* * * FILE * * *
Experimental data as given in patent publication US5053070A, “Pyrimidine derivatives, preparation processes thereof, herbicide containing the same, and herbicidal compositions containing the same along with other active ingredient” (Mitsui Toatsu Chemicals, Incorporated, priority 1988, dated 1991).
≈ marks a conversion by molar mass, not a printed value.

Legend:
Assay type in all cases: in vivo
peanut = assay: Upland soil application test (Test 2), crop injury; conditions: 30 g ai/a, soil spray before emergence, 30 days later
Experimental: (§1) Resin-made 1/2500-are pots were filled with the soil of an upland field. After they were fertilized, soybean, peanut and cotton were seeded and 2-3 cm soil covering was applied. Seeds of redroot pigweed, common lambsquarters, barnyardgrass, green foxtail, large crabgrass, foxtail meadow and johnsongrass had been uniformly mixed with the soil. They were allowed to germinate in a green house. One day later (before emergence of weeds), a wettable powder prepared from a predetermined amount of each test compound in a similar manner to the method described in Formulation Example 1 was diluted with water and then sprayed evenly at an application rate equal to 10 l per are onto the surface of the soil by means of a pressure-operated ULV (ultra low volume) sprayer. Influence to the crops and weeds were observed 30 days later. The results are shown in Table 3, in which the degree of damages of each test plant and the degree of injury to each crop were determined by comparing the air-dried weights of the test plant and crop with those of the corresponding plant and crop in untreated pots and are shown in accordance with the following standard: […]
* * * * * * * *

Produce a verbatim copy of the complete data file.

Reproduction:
Experimental data as given in patent publication US5053070A, “Pyrimidine derivatives, preparation processes thereof, herbicide containing the same, and herbicidal compositions containing the same along with other active ingredient” (Mitsui Toatsu Chemicals, Incorporated, priority 1988, dated 1991).
≈ marks a conversion by molar mass, not a printed value.

Legend:
Assay type in all cases: in vivo
peanut = assay: Upland soil application test (Test 2), crop injury; conditions: 30 g ai/a, soil spray before emergence, 30 days later
Experimental: (§1) Resin-made 1/2500-are pots were filled with the soil of an upland field. After they were fertilized, soybean, peanut and cotton were seeded and 2-3 cm soil covering was applied. Seeds of redroot pigweed, common lambsquarters, barnyardgrass, green foxtail, large crabgrass, foxtail meadow and johnsongrass had been uniformly mixed with the soil. They were allowed to germinate in a green house. One day later (before emergence of weeds), a wettable powder prepared from a predetermined amount of each test compound in a similar manner to the method described in Formulation Example 1 was diluted with water and then sprayed evenly at an application rate equal to 10 l per are onto the surface of the soil by means of a pressure-operated ULV (ultra low volume) sprayer. Influence to the crops and weeds were observed 30 days later. The results are shown in Table 3, in which the degree of damages of each test plant and the degree of injury to each crop were determined by comparing the air-dried weights of the test plant and crop with those of the corresponding plant and crop in untreated pots and are shown in accordance with the following standard: […]